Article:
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Tobacco Mosaic Virus: A Pioneer of Cell-To-Cell Movement
Philosophical Transactions: Biological Sciences
Vol. 354, No. 1383, Tobacco Mosaic Virus: Pioneering Research for a Century (Mar. 29, 1999), pp. 637-643
Published by: Royal Society
Stable URL: http://www.jstor.org/stable/56731
Page Count: 3
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Cell-to-cell movement of tobacco mosaic virus (TMV) is used to illustrate macromolecular traffic through plant intercellular connections, the plasmodesmata. This transport process is mediated by a specialized viral movement protein, P30. In the initially infected cell, P30 is produced by transcription of a subgenomic RNA derived from the invading virus. Presumably, P30 then associates with a certain proportion of the viral RNA molecules, sequestering them from replication and mediating their transport into neighbouring uninfected host cells. This nucleoprotein complex is targeted to plasmodesmata, possibly via interaction with the host cell's cytoskeleton. Prior to passage through a plasmodesma, the plasmodesmatal channel is dilated by the movement protein. It is proposed that targeting of P30-TMV RNA complexes to plasmodesmatal involves binding to a specific cell-wall-associated receptor molecule. This protein, designated p38, also functions as a protein kinase, phosphorylating P30 at its carboxyterminus and minimizing P30-induced interference with plasmodesmatal permeability during viral infection.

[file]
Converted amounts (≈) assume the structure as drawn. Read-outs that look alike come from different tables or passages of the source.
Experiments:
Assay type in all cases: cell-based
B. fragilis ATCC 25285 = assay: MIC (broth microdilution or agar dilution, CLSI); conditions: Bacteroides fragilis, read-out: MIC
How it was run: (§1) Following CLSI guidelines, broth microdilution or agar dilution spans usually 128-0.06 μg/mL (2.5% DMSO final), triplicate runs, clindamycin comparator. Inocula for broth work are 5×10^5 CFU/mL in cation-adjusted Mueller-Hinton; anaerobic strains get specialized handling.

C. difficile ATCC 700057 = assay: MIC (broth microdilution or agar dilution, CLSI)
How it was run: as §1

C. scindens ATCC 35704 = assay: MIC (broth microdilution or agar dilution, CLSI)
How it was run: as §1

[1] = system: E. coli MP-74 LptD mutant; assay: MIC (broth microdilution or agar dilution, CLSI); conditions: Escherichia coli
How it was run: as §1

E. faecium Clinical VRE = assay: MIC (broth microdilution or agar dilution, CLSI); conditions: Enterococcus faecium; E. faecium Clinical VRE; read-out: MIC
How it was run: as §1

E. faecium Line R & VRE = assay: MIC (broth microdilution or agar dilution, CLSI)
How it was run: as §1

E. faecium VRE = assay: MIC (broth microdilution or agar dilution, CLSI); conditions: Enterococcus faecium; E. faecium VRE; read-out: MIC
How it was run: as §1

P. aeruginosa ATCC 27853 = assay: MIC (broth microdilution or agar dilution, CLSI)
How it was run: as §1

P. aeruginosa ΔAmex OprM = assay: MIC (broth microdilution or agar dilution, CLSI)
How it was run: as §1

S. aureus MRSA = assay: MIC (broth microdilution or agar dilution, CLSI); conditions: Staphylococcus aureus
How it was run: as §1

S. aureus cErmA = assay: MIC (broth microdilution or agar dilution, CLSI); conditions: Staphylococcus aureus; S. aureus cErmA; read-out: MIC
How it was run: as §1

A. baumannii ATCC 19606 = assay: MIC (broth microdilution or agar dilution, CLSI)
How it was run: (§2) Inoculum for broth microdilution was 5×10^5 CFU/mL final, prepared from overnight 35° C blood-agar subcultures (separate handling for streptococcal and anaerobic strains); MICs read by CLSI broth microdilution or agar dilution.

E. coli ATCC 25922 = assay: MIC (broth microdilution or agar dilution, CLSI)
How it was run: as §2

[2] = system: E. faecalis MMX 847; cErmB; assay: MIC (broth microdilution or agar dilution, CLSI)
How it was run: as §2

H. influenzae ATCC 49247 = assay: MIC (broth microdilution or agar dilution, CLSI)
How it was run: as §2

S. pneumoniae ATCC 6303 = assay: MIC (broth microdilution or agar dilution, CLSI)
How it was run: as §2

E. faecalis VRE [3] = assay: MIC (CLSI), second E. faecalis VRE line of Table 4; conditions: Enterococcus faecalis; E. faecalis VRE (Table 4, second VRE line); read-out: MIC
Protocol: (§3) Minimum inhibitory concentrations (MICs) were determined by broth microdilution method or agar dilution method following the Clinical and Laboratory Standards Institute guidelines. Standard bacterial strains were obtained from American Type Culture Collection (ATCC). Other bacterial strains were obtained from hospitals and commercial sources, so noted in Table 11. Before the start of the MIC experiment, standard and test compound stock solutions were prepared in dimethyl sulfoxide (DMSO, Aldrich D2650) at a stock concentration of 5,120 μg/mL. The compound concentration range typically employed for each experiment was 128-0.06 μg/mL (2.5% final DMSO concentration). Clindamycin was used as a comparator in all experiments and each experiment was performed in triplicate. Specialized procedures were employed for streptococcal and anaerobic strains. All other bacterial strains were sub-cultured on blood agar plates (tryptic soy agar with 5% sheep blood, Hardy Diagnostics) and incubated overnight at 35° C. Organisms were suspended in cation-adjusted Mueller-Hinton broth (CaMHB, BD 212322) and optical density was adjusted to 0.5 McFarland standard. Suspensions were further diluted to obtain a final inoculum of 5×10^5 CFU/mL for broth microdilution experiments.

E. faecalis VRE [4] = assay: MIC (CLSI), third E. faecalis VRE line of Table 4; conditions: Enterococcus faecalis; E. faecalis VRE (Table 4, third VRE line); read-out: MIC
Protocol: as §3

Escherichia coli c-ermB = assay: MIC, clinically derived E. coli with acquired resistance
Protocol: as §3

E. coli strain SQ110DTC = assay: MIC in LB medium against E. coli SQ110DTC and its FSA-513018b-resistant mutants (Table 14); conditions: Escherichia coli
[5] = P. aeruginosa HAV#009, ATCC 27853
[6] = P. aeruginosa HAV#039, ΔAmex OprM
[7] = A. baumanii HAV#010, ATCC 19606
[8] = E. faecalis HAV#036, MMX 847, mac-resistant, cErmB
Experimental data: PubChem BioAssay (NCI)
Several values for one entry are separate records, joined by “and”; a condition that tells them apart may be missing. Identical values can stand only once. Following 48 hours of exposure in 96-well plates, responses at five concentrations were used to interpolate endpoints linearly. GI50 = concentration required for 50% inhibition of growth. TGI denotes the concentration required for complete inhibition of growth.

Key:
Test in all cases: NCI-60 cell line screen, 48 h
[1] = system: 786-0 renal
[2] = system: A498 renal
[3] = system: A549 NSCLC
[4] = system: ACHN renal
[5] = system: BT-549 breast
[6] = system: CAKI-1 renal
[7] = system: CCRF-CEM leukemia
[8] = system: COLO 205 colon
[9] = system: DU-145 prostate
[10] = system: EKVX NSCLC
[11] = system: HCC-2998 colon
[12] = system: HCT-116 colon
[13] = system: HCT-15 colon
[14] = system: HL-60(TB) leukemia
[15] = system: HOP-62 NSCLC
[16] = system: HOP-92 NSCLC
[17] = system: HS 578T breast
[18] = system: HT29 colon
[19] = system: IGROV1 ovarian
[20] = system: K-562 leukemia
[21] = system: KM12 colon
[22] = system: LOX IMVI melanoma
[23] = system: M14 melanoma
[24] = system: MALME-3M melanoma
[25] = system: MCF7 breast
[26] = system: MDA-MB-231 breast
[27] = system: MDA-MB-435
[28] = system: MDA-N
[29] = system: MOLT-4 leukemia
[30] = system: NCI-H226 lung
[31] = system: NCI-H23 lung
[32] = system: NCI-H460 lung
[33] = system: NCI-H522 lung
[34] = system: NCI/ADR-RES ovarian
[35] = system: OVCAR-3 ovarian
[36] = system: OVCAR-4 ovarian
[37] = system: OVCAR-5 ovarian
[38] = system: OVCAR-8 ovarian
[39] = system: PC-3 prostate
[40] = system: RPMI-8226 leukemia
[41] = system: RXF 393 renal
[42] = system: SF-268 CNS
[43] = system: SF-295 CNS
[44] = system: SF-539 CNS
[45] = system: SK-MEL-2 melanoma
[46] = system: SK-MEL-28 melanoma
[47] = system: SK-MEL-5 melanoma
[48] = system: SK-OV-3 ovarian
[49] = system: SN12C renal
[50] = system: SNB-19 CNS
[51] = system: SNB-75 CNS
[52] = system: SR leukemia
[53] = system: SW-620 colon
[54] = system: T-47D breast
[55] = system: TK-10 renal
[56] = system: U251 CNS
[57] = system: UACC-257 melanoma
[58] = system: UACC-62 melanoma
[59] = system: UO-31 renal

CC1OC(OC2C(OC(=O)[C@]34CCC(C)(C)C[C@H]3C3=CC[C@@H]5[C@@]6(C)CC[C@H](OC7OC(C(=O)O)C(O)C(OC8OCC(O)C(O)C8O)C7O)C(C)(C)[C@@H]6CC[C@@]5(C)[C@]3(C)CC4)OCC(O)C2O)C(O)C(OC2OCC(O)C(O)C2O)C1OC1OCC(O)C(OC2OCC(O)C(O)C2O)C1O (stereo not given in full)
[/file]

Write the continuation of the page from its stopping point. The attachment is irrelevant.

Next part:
Philosophical Transactions: Biological Sciences © 1999 Royal Society